Data is in high demand. Gartner estimates that 35% of large organizations will be either sellers or buyers of data via formal online data marketplaces by 2022. In the private sector, increasing the availability and access of vast data ecosystems is critical for the development and effective deployment of artificial intelligence in the real world.
Take autonomous vehicles as an example. They require huge amounts of data, from data on roads and maps to information on every potential obstacle or anomaly the vehicle may encounter. To gather all that would take decades for a single automotive manufacturer, but this process can be accelerated by access to industry-wide data lakes.
Or there is the maritime sector, where ships entering ports must share data before they arrive. Without a standardized way of sharing data between vessels, port operators and other parties, the process is complex and resource intensive. By finding a way of sharing information that all relevant organizations can use, the sector could speed up data exchange and improve security and transparency while simplifying the process.
For governments, being able to share data promises the potential for more targeted, relevant and effective public services, without having to significantly increase resources. Then there is the promise of more evidence-based policy making and increasing the opportunity for advancing science and innovation.
Even at an individual level, better data sharing and access could improve the delivery of personalized services and deliver greater professional opportunities. Allowing access to personal data could also earn people rewards and monetization if they sanction it.
The privacy factor
Yet for all the potential benefits better data sharing can bring, it still needs to be executed in a manner that is safe and secure. Crucially, it will need to meet the requirements of data privacy regulations and not risk exposing personal information.
The world is becoming more privacy literate. Individuals increasingly understand the value of their data, and while regulations were initially slow to catch up with technology, that is no longer the case. Gartner estimates that by 2023, 65% of the world’s population will have its personal data covered under modern privacy regulations.
So, organizations need to find a way to share data that meets the expectations of data owners and fits within regulatory requirements, while still being able to extract the value they want.
Data privacy technology
This is where privacy technology comes in. These are services and tools that support data in transit between on-premise data warehouses, data lakes and cloud solutions. They ensure that all legal and risk requirements are supported and met.
But privacy tech also offers more than just checking that data sharing is compliant. As Xavier Quintuña, a senior IT architect at Orange Silicon Valley noted in a recent blog post, this movement requires tracking, which in turn uses metadata.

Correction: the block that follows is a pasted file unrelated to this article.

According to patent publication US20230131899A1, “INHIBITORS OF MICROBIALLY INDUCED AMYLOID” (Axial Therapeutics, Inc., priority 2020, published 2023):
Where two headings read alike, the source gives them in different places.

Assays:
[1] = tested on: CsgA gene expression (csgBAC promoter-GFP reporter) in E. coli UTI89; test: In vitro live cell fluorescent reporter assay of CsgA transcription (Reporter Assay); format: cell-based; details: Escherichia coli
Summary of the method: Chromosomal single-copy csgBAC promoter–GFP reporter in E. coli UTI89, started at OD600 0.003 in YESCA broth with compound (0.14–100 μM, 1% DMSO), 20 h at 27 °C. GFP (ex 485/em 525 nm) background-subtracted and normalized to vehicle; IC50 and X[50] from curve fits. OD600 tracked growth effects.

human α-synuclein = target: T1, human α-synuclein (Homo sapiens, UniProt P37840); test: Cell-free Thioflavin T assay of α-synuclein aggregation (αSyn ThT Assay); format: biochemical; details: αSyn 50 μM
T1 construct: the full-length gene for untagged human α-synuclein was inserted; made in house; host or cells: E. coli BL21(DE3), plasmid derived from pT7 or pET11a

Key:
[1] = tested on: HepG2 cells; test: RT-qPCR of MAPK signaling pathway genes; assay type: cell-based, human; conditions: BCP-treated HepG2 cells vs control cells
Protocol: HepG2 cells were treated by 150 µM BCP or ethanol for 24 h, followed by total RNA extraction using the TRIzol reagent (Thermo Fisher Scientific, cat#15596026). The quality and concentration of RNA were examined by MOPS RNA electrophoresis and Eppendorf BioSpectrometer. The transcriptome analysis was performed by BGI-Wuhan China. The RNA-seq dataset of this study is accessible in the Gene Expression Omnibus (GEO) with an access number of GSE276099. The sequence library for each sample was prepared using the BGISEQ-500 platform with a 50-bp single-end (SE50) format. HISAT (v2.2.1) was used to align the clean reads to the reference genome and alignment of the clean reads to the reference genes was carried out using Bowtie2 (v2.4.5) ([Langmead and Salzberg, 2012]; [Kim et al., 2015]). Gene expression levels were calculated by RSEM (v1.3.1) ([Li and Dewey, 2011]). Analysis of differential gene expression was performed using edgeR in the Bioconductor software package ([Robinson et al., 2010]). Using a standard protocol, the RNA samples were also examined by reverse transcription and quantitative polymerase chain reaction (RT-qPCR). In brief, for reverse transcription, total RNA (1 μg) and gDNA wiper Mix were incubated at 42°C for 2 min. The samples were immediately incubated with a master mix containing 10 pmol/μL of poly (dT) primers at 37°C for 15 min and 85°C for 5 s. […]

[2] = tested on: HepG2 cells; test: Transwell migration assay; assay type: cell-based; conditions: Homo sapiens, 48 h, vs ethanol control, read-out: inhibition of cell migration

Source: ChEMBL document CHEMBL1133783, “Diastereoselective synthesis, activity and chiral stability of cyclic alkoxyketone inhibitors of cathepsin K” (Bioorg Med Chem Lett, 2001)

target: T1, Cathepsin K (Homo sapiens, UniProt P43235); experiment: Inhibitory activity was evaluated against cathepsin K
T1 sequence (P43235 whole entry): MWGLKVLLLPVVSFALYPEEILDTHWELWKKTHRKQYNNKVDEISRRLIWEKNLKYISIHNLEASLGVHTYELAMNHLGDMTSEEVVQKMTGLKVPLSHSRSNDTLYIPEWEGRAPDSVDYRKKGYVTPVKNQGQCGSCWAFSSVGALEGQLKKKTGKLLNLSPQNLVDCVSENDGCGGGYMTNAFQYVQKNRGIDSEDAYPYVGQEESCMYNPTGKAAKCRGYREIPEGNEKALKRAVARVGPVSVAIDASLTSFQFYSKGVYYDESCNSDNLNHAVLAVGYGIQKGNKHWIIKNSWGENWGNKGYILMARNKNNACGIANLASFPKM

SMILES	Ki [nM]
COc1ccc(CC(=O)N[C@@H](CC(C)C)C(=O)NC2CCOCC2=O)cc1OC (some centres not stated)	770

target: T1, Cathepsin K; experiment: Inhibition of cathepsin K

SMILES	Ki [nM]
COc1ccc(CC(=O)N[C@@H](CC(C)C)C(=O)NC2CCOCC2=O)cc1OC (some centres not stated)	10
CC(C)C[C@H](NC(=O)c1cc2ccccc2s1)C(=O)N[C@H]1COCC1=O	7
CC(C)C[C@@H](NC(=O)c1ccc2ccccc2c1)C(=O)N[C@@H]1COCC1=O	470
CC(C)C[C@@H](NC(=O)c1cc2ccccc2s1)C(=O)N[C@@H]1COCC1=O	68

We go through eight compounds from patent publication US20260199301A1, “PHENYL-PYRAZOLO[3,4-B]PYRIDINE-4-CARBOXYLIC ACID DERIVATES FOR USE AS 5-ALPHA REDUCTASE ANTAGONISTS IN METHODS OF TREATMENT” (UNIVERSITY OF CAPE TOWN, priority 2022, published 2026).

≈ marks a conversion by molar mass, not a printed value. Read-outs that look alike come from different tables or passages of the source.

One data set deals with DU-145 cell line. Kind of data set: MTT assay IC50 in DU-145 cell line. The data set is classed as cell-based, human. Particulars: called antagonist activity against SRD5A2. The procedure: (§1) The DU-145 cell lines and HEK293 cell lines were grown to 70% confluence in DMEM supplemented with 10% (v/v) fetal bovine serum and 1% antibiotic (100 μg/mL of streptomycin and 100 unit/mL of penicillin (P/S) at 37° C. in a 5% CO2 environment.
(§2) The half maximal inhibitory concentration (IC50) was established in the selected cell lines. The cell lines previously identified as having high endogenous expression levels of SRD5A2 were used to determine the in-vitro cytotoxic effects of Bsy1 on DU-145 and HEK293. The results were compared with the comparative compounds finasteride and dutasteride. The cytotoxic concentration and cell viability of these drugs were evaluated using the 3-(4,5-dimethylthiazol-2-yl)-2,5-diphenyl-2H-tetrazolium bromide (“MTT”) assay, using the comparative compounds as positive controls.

He points out that it will require: “centralized metadata repositories [maintaining] records associated with locations, status, stage, and type of different data assets in public and private clouds. The metadata becomes an important aspect of achieving privacy. Traceability and transparency could help legal teams to respond to any request for regulators and improve productivity for their data teams.”
Privacy tech can provide businesses with the ability to extract value, while keeping data private and information protected. Yet there is another step that needs to be taken: standardization. For many organizations, the barrier to data sharing has as much to do with their own data housekeeping as it has to do with ensuring privacy.
Many enterprises, in both the public and private sectors, still wrestle with the huge amounts of data they currently store. Having standardized approaches to data sharing would help accelerate the process of identifying the right information and making it available appropriately. One anonymous respondent to a UK government report on the motivations for and barriers to data sharing said, “A lot of time emphasis is put on digital [and] digital transformation, … but you never hear anything about the information and data, and there is an awful lot of work that goes into making data ready to be shared in that way …, and that is hidden in the background.”
Cross industry, cross border data sharing
This is where initiatives such as GAIA-X can play a critical role. It is a project that aims to create a secure, federated system that meets the highest standards of digital sovereignty, while promoting innovation. Counting among its founding members Orange, Bosch, BMW and Siemens, GAIA-X will set the European standard for data exchange between enterprises across industries, sectors and geographies.
At its core, GAIA-X creates a framework for secure and fair data sharing where the data provider retains control over what happens to its data. Under this premise, it addresses sovereignty – not just the national sovereignty of data whereby citizen information needs to stay within borders, but also from an enterprise perspective on how they get value from data.
In another example, Orange, Sanofi, Capgemini and Generali recently announced plans to create a joint venture that aims to fast-track the development and bring to market digital healthcare services. Among the initiatives making the joint venture noteworthy is that the founding companies will pool and share data with startups, in an ethical and responsible framework, to aid the creation of these services.
The benefits of data sharing are clear. But to enable those opportunities requires standardized access, a shared commitment to maintaining privacy and the tools to deliver it all securely. No single entity can deliver it all – to enable data sharing that generates value for organizations while protecting data-owner privacy requires cross-sector, cross-border cooperation.